About three years ago my friend gave me his old Playstation 2 and I immediately set out to find one of EA Sports' NHL games for it. I lived relatively sparely while going to university and hadn't played an NHL video game in years. A nearby video store had NHL 2004 cheap, so I picked it up, excited to play a season as the Canucks, one that would play out much differently than the Canucks actual 2003-04 season.
I loaded up the game and the above video was the first thing I saw. I immediately started crying. I'm a little ashamed to admit that, but it's true. Naslund and Bertuzzi were well-known to be good friends, and seeing them together, well before the Steve Moore incident, just smiling, laughing, and joking around, caught me completely off-guard. Even watching it now I get a little misty-eyed. By the time I saw this brief little clip of joviality, Todd Bertuzzi was no longer a Canuck and Naslund's play had slipped and the copious criticisms from the fickle fanbase had begun. This flashback to a happier time brought out the sentimental wuss in me.
And then the game froze every time I tried to start playing. So the only memory I have of NHL 2004 is crying like a baby. Thanks a lot, EA. After the jump, more Markus.
With Naslund's number being retired on Saturday, I've been thinking a lot about his legacy with the Vancouver Canucks. The Swedish sniper played 12 seasons with the Canucks, leading the team in scoring for 7 of them. After Pavel Bure, Naslund is the most lethal offensive player the Canucks have ever had (with a small asterisk allowed for Mogilny and some old-school fans whining "if only Tanti and Gradin had better linemates"). Naslund currently sits first in Canucks all-time points, goals, powerplay goals, gamewinning goals, and is third in games played behind none other than Stan Smyl and Trevor Linden. Yes, the Sedins will likely pass Naslund in many of these categories before their careers are done, but we'll hold off on the debate about retiring their numbers for a few years.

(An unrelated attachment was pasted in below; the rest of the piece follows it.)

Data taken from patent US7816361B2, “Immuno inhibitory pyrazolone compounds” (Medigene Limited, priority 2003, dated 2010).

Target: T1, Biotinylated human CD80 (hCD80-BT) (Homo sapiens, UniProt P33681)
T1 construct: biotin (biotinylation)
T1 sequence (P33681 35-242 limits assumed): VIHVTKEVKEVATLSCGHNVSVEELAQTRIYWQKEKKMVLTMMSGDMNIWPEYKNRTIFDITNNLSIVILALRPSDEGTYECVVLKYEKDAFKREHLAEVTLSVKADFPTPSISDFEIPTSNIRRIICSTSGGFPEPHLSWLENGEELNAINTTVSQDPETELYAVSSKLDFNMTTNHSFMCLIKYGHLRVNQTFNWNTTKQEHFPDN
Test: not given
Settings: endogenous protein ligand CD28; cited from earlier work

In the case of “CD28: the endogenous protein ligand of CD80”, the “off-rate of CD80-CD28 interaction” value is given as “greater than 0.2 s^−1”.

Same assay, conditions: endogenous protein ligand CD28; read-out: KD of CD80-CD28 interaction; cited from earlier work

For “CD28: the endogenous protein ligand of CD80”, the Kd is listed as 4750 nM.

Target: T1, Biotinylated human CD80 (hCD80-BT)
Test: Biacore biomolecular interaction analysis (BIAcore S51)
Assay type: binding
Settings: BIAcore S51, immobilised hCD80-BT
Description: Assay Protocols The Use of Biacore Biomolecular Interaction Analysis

His offensive numbers are obviously impressive, but more impressive for me is the class and character that Naslund has always exhibited. He was honest to a fault in interviews, gave countless hours working in the community, and seemed to treat everyone with care and respect. He came into town this week for his retirement ceremony and it's significant that one of the first places he visited with his wife was Canuck Place for Kids. He and his wife were heavily involved with the charity during his time with the Canucks and this commitment to charity and to helping others is one of the lasting memories I will have of him.
Naslund has always been the quintessential nice guy. He's quiet, humble, and soft-spoken. He deflects compliments, accepts blame, and avoids the spotlight. A devoted Christian, he refused to use his celebrity as a soapbox for evangelism, but still contributed constantly to hockey camps with Hockey Ministries International. It seemed that the only person he wasn't nice to was himself. When he was confident, you could see it in his play. Markus admitted that he is his own worst critic this morning in an interview on the Team 1040, and when he lacked confidence, I think his own self-criticism sent his play on a downward spiral. The old saying about nice guys seemed to apply to Naslund's last couple of seasons in Vancouver when his point totals dropped and he seemed to play tentatively: his otherworldly talent-level still allowed him to produce, but I truly feel his lack of confidence prevented him from the heights he could have reached.
Still, Naslund will always remain in my mind alongside Smyl and Linden as the platonic form of Canuck and he will always remain one of my favorite Canucks of all-time. His humility, charity, class, and talent cement his place amongst Canuck greats and I am extremely glad Mike Gillis took the step of retiring his jersey.